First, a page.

15 Highlights of the ’70s You Probably Don’t Remember

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Every decade has its defining moments, triumphs, and trials, shaping the course of history in ways that are often remembered and celebrated. Yet, amid the significant events and cultural milestones, many intriguing and influential happenings tend to fade into the background, overshadowed by more prominent memories. The 1970s, a decade marked by dramatic social change, technological innovation, and a distinct cultural vibe, is no exception. Here are 15 events from the 70s that deserve a throwback.

First Email Sent (1971)

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Ray Tomlinson, a computer engineer at Bolt Beranek and Newman in Cambridge, Massachusetts, sent the first email in 1971. Tomlinson was using ARPANET, the Advanced Projects Research Agency’s internal network, to send a test message between two Digital Equipment Corporation PDP-10 computers next to each other. The message was likely “test 123” or “QWERTYUIOP.” Tomlinson also introduced the @ symbol to separate the user’s name from their machine’s name in the address.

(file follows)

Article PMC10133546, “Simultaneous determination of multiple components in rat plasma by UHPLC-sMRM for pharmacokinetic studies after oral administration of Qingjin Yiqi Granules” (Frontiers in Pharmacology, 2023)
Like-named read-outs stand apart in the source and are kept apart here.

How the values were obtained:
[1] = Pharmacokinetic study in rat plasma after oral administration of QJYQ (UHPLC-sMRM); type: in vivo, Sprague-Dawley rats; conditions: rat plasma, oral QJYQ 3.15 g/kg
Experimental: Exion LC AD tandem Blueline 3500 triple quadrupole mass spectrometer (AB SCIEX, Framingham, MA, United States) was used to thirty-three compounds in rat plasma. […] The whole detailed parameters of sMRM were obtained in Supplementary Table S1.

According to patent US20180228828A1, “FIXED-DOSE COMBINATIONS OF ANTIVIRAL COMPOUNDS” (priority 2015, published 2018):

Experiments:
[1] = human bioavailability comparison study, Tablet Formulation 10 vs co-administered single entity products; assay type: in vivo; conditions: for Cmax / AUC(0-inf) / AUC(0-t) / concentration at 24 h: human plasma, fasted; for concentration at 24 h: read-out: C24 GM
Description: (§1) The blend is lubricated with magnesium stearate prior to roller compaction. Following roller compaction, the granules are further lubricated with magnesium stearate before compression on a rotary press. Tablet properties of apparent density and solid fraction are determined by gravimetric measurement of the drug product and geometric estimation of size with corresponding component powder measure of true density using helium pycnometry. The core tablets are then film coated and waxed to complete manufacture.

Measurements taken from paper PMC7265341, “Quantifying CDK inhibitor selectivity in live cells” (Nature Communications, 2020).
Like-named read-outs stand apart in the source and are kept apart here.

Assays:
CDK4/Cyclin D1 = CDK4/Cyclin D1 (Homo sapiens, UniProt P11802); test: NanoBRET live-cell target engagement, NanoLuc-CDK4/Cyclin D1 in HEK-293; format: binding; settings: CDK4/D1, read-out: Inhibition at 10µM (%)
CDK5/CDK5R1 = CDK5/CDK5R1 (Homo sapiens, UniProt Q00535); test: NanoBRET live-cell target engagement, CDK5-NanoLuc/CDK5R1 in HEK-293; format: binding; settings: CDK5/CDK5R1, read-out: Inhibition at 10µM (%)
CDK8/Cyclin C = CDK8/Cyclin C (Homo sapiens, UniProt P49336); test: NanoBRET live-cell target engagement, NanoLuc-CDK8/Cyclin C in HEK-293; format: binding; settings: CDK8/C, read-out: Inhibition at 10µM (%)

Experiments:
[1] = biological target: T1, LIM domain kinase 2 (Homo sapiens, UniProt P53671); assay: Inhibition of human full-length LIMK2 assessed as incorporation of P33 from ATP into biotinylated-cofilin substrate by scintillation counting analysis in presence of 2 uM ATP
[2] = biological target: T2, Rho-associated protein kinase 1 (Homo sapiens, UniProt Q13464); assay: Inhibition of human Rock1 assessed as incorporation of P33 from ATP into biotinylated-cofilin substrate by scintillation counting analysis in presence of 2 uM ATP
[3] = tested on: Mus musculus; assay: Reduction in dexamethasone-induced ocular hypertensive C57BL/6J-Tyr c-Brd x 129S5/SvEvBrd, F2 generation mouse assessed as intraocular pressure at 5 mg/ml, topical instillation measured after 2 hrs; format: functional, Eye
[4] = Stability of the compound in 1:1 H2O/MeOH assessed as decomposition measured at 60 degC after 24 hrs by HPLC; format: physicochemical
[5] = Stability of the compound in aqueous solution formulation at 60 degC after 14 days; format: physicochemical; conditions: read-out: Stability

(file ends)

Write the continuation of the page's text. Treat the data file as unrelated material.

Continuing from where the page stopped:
Watergate Scandal (1972-1974)

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You may have heard President Richard Nixon resigned, but do you know what led to that moment? It began with the burglary at the Watergate office in Washington, D.C., in 1972. Investigations revealed that the Nixon administration had engaged in widespread abuses of power, including bugging the offices of political opponents. The scandal led to Nixon’s resignation on August 8, 1974.

Vietnam War and the Fall of Saigon (1975)

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As part of the Vietnam War, the communist government of North Vietnam fought South Vietnam and its principal ally, the United States, for over four decades. This war ended in 1975 with the Fall of Saigon, marking the defeat of South Vietnam and the unification of Vietnam under communist control. It profoundly impacted U.S. foreign policy and military strategy and left deep scars on American society.

The Oil Crisis (1973)